If you’re like me, you look at every opportunity to cook for other people as an opportunity to create, experiment and just generally flex your culinary muscles. Not necessarily to show off, although I will admit to the odd twinge of pride when things work out how I hoped, but just because the thrill of creating – and then devouring – something new is almost as exciting as getting to share it with people you love. Knowing me as he does, my husband usually prefaces announcements of expected guests with, ‘Just keep it casual. Make something simple. Don’t go overboard.’. But sometimes keeping it simple is exactly what you need to do to create a masterpiece.
The weather has taken a turn for the chilly here in sunny California, instead of a balmy 85-95ºF (30-35ºC), we’ve had a rather breezy 65-75ºF (18-24ºC). I can hear the groans already. No, I haven’t already become accustomed to warm, pleasant weather in which showing your toes and your knees is acceptable. No, I haven’t forgotten that for 50 weeks of the year in England you have to leave the house with an umbrella, winter coat and wellies. I am simply stating that the tropical weather we experienced for the past week or so has shifted to a much more spring-like mix of breezy and cloudy. This means that a different type of spring cuisine comes onto the menu, the spring soup!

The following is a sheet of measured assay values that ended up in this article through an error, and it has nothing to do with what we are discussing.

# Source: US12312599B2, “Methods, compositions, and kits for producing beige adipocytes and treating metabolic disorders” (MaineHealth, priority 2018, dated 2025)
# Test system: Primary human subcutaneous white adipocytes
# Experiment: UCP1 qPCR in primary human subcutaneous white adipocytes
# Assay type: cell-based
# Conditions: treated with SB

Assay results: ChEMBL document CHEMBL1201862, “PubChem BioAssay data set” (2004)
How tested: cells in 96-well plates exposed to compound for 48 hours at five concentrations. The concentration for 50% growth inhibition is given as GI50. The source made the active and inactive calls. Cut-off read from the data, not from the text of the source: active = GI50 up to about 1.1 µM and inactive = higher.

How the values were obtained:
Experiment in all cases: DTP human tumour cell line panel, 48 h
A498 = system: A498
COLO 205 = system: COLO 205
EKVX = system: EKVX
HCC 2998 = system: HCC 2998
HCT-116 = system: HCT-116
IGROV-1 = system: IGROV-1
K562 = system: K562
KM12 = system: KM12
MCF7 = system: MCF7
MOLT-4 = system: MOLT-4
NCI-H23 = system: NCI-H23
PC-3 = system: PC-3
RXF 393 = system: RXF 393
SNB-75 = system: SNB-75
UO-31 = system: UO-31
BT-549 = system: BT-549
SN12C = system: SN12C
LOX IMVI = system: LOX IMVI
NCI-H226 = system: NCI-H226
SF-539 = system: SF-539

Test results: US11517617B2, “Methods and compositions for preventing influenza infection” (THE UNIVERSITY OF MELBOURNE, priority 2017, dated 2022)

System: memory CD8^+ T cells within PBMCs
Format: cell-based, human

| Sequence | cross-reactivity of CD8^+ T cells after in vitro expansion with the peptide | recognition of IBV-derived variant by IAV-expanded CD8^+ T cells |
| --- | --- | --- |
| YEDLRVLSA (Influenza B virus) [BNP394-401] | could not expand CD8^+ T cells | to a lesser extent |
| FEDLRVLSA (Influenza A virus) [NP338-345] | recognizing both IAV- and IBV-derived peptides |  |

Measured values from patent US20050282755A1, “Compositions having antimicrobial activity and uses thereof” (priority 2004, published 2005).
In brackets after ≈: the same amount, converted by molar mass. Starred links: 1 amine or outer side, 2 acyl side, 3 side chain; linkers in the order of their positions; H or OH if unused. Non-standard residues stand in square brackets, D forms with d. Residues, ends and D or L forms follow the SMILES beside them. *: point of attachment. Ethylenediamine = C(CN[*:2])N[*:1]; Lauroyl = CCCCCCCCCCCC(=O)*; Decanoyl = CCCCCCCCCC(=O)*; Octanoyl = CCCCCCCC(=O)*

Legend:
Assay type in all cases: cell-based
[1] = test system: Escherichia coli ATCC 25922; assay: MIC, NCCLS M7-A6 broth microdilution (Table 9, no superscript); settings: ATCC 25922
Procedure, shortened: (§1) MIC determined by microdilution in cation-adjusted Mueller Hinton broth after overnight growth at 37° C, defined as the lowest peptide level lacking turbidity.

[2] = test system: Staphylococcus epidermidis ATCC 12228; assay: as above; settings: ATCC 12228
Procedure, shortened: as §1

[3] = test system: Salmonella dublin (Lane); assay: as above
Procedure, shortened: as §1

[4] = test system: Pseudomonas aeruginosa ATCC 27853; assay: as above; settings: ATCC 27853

A few weeks ago Michel Roux Jr made îles flottantes on his BBC show, ‘Food & Drink’. It looked so easy and so impressive that I decided to make it when the next opportunity arose.
Some of our close friends had family visiting from Poland last week and, as ever, I looked at that as the opportunity for a dinner party. Dinner parties seem to have this stigma, this pretentious air about them which puts people off. In our house they are simply an excuse to have good friends over, drink lots of wine and, of course, for me to get in the kitchen and cook up a three course meal.